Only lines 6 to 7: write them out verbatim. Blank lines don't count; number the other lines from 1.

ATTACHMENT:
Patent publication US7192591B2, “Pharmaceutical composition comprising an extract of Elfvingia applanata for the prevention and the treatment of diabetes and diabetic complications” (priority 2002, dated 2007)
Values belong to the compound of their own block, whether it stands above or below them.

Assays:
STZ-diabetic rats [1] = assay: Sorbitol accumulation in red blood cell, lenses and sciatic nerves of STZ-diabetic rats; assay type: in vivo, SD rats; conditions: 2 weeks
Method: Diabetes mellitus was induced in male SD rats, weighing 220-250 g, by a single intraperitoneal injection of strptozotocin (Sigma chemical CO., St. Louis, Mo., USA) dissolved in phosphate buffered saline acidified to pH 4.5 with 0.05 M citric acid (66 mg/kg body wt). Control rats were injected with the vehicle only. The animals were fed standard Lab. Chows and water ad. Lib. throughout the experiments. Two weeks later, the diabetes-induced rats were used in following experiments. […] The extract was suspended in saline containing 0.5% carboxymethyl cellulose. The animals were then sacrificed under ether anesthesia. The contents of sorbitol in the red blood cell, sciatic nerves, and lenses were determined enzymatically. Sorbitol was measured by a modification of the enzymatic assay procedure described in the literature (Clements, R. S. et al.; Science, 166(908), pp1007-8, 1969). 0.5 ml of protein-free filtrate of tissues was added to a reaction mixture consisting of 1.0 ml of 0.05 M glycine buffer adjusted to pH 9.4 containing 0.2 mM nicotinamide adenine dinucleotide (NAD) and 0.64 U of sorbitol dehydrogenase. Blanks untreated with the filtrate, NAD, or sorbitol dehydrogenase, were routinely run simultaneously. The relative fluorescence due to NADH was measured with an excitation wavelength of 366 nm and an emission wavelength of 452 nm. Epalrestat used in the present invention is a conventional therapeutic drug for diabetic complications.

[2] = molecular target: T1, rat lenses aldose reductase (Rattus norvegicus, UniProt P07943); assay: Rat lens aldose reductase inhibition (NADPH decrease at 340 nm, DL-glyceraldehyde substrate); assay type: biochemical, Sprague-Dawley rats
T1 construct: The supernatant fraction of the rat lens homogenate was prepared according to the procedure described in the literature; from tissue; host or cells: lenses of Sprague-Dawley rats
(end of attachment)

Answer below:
[2] = molecular target: T1, rat lenses aldose reductase (Rattus norvegicus, UniProt P07943); assay: Rat lens aldose reductase inhibition (NADPH decrease at 340 nm, DL-glyceraldehyde substrate); assay type: biochemical, Sprague-Dawley rats
T1 construct: The supernatant fraction of the rat lens homogenate was prepared according to the procedure described in the literature; from tissue; host or cells: lenses of Sprague-Dawley rats